NATURALISTS' CALENDAR. year of his age, received a shot in his Mean Temperature... 59 35. mouth, from a musket ball, which, without destroying any of his teeth, or touching the fore part of his tongue, went

Map 27. through his neck, and came out about an

ADDISON'S LIBRARY. inch and a half on the left side of the vertebræ. He felt no pain, but dropped

1799. On this and the three following soon after, and lay all night among his days, the library of the celebrated Addi dying companions; he recovered in an son was sold by auction by Messrs. Leigh almost miraculous manner, and became, and Sotheby, at their house in York-street, from a most profligate youth, a character Covent-garden. The books were brought eminent for piety.*

from Bilton, where Addison had resided,

near Rugby, in Warwickshire, and under NATURALISTS' CALENDAR.

Mr. Leigh's hammer produced 4561. Mean Temperature ...55 · 57.

28. 9d.

May 25.

May 24.

There is a portrait of Mr. Leigh, who

is since dead, from a drawing by Mr, JACK KETCH AND NEWGATE. Behnes. On this day, in 1736, five felons in Mr. Leigh dissolved partnership with Newgate were to have been executed ; but Mr. Sotheby, his son supplied his father's the prison was so insecure that during the place, and the business was carried night, one of them “ took up a board and on in the Strand.

On Mr. Leigh's got out of his cell, and made his escape." death, his surviving partner continued it, The other four were taken to Tyburn and as he still does, near the same spot in suffered their sentence; and Jack Ketch Waterloo-place, whither he removed in

on his return from doing his duty consequence of the premises being reTyburn, robbed a woman of three shillings quired for other purposes. This estaband sixpence.”+

lishment is the oldest of the kind in Lon

don: under Mr. Sotheby's management NATURALISTS' CALENDAR.

its ancient reputation is supported : his Mean Temperature...56 · 42. sales are of the highest respectability, and

attended by the best collectors. Mr. Sotheby sold the matchless niellos and

other prints of sir Mark Sykes. For colCORPUS CHRISTI Day.

lections of that nature, and for libraries, On Corpus Christi day, at about a bis arrangements are of a most superior quarter before one o'clock at noon, the order. One of the greatest treats to a lover worshipful company of skinners (attended of literature is a lounge at Mr. Sotheby's by a number of boys which they have in during one of his sales. Christ's Hospital school, and girls strewing herbs before them) walk in procession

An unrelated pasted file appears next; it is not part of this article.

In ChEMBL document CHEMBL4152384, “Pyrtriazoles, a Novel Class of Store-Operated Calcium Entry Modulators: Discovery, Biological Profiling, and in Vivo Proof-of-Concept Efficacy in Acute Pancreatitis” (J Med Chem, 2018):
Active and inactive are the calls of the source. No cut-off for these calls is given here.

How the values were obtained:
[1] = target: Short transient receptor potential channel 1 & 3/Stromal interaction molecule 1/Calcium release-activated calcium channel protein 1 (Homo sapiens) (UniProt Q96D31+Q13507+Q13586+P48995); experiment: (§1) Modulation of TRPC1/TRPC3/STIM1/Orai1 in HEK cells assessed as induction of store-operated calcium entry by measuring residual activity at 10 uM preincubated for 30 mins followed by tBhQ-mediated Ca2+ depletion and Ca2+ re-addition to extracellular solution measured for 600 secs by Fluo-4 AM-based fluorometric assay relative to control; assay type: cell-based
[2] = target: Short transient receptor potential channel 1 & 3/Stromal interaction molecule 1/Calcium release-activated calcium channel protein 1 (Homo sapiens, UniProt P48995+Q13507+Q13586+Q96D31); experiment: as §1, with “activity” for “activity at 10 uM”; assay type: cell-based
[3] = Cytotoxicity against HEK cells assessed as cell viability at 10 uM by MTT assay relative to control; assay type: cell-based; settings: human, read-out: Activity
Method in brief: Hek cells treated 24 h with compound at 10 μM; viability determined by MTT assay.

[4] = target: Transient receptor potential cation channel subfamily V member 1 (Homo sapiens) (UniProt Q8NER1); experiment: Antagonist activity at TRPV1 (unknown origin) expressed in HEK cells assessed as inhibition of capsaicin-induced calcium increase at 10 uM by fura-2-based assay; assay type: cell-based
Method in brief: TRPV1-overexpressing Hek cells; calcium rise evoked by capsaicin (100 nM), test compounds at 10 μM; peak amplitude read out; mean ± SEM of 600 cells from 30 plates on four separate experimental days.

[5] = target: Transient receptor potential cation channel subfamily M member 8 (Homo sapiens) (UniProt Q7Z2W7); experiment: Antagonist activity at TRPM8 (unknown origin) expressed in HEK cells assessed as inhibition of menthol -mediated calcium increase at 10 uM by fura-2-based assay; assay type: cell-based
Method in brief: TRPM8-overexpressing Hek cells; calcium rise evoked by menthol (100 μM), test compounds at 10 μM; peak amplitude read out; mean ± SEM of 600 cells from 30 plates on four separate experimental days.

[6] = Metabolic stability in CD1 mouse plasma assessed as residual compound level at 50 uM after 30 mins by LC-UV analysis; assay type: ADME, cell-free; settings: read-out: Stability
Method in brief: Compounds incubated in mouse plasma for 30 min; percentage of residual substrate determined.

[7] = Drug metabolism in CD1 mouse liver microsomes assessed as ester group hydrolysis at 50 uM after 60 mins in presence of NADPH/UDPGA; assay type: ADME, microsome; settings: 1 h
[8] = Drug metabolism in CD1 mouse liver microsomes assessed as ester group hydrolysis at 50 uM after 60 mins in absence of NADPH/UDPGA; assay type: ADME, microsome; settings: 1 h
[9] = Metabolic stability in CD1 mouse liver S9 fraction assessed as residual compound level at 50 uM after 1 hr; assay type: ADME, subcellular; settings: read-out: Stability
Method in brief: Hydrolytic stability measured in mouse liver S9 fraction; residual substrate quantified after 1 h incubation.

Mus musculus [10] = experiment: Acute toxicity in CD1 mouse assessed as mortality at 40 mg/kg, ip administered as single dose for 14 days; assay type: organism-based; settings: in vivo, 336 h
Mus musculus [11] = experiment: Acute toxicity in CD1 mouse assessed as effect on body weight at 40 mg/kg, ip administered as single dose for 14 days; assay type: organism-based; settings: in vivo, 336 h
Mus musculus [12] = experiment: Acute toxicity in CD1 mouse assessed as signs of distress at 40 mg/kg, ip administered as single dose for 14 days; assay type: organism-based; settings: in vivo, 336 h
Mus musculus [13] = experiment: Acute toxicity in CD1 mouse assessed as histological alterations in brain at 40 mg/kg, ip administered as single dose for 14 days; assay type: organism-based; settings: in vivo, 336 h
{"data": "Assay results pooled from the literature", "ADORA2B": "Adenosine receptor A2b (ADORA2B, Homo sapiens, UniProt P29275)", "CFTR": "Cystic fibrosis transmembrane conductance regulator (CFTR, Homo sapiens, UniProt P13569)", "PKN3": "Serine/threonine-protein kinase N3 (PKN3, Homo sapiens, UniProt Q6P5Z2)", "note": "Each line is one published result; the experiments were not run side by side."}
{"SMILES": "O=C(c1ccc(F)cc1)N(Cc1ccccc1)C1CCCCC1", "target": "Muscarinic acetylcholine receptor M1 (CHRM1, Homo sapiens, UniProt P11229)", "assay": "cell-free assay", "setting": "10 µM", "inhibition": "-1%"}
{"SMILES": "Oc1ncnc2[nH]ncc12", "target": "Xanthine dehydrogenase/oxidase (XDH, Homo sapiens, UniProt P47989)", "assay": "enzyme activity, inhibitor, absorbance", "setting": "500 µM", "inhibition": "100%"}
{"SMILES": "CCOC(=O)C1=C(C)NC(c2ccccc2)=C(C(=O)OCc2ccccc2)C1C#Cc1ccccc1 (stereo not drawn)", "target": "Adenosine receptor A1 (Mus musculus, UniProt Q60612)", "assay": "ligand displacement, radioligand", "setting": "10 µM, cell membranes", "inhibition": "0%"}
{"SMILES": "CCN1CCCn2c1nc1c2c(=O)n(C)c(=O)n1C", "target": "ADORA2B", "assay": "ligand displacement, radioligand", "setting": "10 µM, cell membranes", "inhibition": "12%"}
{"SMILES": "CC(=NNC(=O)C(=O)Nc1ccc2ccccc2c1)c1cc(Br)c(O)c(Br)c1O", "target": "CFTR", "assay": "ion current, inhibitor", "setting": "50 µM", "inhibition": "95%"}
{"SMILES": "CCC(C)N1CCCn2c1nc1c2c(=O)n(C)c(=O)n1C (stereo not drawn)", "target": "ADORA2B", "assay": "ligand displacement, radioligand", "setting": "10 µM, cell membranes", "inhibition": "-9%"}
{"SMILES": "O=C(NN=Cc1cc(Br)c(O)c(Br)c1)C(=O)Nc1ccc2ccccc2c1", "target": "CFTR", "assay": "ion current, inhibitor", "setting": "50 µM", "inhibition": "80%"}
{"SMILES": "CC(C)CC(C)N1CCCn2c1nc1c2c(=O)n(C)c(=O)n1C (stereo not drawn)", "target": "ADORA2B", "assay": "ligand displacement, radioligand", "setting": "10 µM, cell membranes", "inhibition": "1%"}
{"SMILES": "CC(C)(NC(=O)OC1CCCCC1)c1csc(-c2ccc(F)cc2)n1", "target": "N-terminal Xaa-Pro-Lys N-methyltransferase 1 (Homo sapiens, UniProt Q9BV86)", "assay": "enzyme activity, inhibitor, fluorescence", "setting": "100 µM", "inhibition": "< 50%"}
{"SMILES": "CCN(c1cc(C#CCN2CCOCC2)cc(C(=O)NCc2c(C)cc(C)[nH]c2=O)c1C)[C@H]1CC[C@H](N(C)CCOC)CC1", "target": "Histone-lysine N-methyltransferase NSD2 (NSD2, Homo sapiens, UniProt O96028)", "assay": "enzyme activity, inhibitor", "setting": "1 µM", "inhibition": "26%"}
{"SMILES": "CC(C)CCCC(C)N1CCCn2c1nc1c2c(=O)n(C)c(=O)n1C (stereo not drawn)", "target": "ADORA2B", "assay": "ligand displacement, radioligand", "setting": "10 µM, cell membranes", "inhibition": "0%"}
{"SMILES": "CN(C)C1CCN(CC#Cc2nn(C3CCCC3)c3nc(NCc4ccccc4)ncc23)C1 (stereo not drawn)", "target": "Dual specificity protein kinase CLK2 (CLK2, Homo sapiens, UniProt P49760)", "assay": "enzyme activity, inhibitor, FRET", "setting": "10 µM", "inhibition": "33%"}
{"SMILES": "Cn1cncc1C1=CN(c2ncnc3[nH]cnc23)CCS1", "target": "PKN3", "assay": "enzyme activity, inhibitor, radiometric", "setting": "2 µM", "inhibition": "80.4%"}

NATURALISTS' CALENDAR. from their hall on Dowgate-hill, to the

Mean Temperature . 58 · 50. church of St. Antholin's, in Watling-street, to hear service. This custom has been observed time out of mind.

This notice is communicated by one of FEMALE ORDER OF MERIT. the company. For other customs on this festival, see

The journals of this day, in 1736, anvol. i. p. 742 to 758.

nounce that mademoiselle Salle, a famous

dancer at Paris, who valued herself NATURALISTS' CALENDAR.

highly on her reputation, instituted an Mean Temperature ... 58 · 52.

order there, of which she was president,

by the name of “the Indifferents." • Butler's Chronological Exercises.

Both sexes were indiscriminately admit. + Gentleman's Magazine.

ted after a nice scrutiny into their quali

Map 28.

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WHERE CHARLES II. WAS CONCEALED AFTER THE BATTLE OF WORCESTER

This engraving, from a rare print of from Boscobel-house, just by a horse track great value, represents Boscobel-house, passing through the wood, stood the in the state it was when Charles II. and royal oak, into which the king and his colonel Carlos took refuge there. They companion, colonel Carlos, climbed by remained in the house till they became means of the henroost ladder, when they alarmed for their safety.

judged it no longer safe to stay in the Dr Stukely mentions the straits ' to house; the family reaching them victuals which Charles was reduced during his with the nuthook. The tree is now enconcealment at this place. “ Not far closed in with a brick wall, the inside